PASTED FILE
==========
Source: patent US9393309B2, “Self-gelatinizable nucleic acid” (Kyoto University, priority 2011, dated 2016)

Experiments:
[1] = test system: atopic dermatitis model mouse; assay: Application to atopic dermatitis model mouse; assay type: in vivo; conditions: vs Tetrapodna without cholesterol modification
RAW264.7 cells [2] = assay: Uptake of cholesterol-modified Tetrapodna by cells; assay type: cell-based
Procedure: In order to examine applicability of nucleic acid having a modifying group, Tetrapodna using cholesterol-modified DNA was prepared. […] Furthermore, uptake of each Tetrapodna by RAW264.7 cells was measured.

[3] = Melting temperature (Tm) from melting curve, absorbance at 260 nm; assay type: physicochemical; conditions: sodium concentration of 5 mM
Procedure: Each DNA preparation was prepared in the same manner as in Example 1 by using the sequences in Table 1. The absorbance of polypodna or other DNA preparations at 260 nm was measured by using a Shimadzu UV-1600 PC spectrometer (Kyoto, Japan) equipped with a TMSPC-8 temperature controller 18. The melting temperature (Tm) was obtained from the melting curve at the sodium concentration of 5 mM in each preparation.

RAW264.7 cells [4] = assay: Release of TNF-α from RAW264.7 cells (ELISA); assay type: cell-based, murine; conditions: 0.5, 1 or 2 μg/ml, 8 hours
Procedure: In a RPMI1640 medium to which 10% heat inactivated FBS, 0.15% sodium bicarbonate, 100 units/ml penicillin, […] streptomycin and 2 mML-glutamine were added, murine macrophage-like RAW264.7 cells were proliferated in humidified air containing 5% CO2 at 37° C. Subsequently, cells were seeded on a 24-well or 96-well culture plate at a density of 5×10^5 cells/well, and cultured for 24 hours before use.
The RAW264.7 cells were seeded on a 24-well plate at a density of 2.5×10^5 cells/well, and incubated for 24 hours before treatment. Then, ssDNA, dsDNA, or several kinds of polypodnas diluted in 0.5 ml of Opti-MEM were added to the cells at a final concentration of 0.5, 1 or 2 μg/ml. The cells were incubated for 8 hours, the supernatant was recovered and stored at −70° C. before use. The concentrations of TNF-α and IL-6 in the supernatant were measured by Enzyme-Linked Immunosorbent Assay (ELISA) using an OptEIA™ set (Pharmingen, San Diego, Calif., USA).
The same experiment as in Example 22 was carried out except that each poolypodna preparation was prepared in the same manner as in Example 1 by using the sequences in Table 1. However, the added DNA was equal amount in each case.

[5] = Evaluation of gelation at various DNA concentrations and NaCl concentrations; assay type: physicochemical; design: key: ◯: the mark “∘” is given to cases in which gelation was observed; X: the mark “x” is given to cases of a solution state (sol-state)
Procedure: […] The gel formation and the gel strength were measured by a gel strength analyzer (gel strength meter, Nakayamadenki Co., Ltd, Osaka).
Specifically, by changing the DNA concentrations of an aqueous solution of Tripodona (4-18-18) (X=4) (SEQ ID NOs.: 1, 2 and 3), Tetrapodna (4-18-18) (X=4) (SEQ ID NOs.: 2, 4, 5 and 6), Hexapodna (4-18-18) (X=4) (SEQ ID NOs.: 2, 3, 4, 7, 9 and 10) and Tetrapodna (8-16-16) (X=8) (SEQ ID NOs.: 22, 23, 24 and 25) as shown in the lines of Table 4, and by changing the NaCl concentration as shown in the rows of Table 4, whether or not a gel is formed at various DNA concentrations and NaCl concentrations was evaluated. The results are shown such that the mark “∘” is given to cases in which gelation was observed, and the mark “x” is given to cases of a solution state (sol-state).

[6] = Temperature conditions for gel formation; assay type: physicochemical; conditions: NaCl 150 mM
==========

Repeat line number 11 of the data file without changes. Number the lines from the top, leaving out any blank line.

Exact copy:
The same experiment as in Example 22 was carried out except that each poolypodna preparation was prepared in the same manner as in Example 1 by using the sequences in Table 1. However, the added DNA was equal amount in each case.